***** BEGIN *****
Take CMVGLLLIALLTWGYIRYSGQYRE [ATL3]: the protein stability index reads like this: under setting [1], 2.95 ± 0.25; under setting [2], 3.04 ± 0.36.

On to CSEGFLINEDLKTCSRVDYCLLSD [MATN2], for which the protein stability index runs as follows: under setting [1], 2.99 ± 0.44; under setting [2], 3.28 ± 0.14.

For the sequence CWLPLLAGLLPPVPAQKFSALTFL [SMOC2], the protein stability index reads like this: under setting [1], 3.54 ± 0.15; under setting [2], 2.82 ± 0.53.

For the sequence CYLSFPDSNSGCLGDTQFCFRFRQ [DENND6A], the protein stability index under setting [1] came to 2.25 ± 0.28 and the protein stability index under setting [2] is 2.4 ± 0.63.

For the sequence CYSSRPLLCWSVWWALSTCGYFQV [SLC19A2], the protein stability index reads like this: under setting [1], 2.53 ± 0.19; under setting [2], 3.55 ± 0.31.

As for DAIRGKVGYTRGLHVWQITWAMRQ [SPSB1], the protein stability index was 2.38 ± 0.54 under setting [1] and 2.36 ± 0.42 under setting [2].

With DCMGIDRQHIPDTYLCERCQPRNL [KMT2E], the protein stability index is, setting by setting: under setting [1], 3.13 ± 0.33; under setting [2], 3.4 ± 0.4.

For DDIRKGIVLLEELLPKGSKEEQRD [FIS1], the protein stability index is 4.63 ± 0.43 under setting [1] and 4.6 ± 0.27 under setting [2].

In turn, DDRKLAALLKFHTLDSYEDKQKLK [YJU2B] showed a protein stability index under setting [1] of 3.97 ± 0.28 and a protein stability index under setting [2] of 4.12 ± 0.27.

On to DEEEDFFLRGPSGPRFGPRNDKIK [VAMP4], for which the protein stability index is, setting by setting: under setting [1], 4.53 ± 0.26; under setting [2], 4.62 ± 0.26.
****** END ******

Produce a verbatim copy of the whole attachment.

Take CMVGLLLIALLTWGYIRYSGQYRE [ATL3]: the protein stability index reads like this: under setting [1], 2.95 ± 0.25; under setting [2], 3.04 ± 0.36.

On to CSEGFLINEDLKTCSRVDYCLLSD [MATN2], for which the protein stability index runs as follows: under setting [1], 2.99 ± 0.44; under setting [2], 3.28 ± 0.14.

For the sequence CWLPLLAGLLPPVPAQKFSALTFL [SMOC2], the protein stability index reads like this: under setting [1], 3.54 ± 0.15; under setting [2], 2.82 ± 0.53.

For the sequence CYLSFPDSNSGCLGDTQFCFRFRQ [DENND6A], the protein stability index under setting [1] came to 2.25 ± 0.28 and the protein stability index under setting [2] is 2.4 ± 0.63.

For the sequence CYSSRPLLCWSVWWALSTCGYFQV [SLC19A2], the protein stability index reads like this: under setting [1], 2.53 ± 0.19; under setting [2], 3.55 ± 0.31.

As for DAIRGKVGYTRGLHVWQITWAMRQ [SPSB1], the protein stability index was 2.38 ± 0.54 under setting [1] and 2.36 ± 0.42 under setting [2].

With DCMGIDRQHIPDTYLCERCQPRNL [KMT2E], the protein stability index is, setting by setting: under setting [1], 3.13 ± 0.33; under setting [2], 3.4 ± 0.4.

For DDIRKGIVLLEELLPKGSKEEQRD [FIS1], the protein stability index is 4.63 ± 0.43 under setting [1] and 4.6 ± 0.27 under setting [2].

In turn, DDRKLAALLKFHTLDSYEDKQKLK [YJU2B] showed a protein stability index under setting [1] of 3.97 ± 0.28 and a protein stability index under setting [2] of 4.12 ± 0.27.

On to DEEEDFFLRGPSGPRFGPRNDKIK [VAMP4], for which the protein stability index is, setting by setting: under setting [1], 4.53 ± 0.26; under setting [2], 4.62 ± 0.26.